British Expats prefer Southwest France has done an analysis of how and why so many British expats have come to call southwest France home.

The Nouvelle Aquitaine region – which includes the old regions of Aquitaine, Poitou-Charentes, and Limousin – is home to more British citizens than any other part of France. Approximately 26 percent of the 150,000 Brits who live in France – about 39,000 people in total – live here.

According to the French statistics agency INSEE, this means British expats make up 0.7 percent of the region’s population. Only the Portuguese community is larger.

Occitanie, which borders Nouvelle Aquitaine, is home to 25,000 Brits, and an additional 19,500 live in Ïle-de-France, the region that includes Paris.

Most of the people who live in Nouvelle Aquitaine do not live in the coastal towns. These expats prefer the rural countryside. Many of them live in small towns or villages in the area where the departments of Charente, Haut-Vienne, and Dordogne intersect. The department of Lot-et-Garonne is also popular.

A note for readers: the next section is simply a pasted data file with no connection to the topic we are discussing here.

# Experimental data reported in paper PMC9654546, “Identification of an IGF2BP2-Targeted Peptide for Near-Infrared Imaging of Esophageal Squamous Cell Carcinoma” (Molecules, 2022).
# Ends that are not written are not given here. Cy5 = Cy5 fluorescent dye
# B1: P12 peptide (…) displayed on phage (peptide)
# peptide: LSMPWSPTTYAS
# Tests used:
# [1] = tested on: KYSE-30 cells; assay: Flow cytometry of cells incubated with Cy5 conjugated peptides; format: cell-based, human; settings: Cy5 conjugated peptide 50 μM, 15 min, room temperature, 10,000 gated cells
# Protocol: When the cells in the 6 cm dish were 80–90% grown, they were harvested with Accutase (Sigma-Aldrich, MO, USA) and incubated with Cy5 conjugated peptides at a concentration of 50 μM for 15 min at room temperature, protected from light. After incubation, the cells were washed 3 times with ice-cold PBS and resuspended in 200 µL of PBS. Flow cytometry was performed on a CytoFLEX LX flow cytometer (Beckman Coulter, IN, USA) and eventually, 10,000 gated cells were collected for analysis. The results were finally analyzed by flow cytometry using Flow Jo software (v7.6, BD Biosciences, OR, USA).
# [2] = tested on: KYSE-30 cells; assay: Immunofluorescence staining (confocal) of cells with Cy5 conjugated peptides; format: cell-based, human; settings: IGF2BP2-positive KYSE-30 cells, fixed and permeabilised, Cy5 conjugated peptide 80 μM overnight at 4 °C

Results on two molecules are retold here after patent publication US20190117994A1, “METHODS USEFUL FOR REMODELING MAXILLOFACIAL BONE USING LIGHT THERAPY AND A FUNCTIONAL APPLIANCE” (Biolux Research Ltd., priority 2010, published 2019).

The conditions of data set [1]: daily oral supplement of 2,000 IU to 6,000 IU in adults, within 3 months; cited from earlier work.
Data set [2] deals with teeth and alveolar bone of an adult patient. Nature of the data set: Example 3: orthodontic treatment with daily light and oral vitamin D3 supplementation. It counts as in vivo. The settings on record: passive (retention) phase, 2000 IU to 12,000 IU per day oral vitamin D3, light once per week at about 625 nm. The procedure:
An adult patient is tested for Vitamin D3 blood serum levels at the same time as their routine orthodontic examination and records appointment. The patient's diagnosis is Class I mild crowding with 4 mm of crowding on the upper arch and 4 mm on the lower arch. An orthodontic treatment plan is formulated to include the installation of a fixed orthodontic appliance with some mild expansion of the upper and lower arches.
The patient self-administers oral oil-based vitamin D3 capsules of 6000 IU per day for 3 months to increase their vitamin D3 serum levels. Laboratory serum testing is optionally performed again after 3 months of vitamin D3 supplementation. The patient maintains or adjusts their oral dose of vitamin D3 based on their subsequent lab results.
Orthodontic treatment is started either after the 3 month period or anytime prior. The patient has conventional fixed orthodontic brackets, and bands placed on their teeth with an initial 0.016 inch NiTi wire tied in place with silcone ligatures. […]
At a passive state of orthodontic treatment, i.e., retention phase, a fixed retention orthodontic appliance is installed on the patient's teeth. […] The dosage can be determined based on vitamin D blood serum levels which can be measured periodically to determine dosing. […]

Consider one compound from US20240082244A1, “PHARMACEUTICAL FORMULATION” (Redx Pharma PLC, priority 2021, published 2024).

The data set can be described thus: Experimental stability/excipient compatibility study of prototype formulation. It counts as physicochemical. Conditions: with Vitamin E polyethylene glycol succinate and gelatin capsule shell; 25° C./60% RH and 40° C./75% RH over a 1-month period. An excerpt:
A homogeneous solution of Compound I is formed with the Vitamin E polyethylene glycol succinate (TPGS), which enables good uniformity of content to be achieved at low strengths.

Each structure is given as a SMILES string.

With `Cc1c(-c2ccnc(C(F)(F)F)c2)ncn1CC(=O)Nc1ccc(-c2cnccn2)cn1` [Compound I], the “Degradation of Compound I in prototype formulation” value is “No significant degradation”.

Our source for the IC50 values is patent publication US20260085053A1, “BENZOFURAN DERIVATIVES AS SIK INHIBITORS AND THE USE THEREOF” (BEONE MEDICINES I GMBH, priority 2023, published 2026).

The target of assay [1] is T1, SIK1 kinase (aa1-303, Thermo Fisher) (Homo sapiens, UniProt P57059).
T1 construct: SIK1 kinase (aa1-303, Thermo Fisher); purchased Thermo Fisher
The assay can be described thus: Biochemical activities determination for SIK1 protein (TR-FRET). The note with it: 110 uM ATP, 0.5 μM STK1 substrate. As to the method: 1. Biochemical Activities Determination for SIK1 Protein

The rural areas of Nouvelle Aquitaine are more peaceful and less expensive than the towns and cities on the Atlantic coast. In some smaller towns and villages, British citizens now make up around 15 percent of the population.

The British population in the area is 50 times larger than it was in 1968. Many residents came to the area between 1999 and 2008. The Great Recession slowed migration to the area.

According to INSEE, the average age of these British citizens is 52, and more than half of them are 58 or older. Around 75 percent of their households are “uniquely British.” This means that most of these individuals came to France with a spouse or other family members. About 90 of them own some property.

Approximately 70 percent of British residents in the region are retired. Around 37 percent of the employed British citizens are small business owners.

In this regard, the Brits in Nouvelle Aquitaine are outliers. Most British residents in France are working, not retired.

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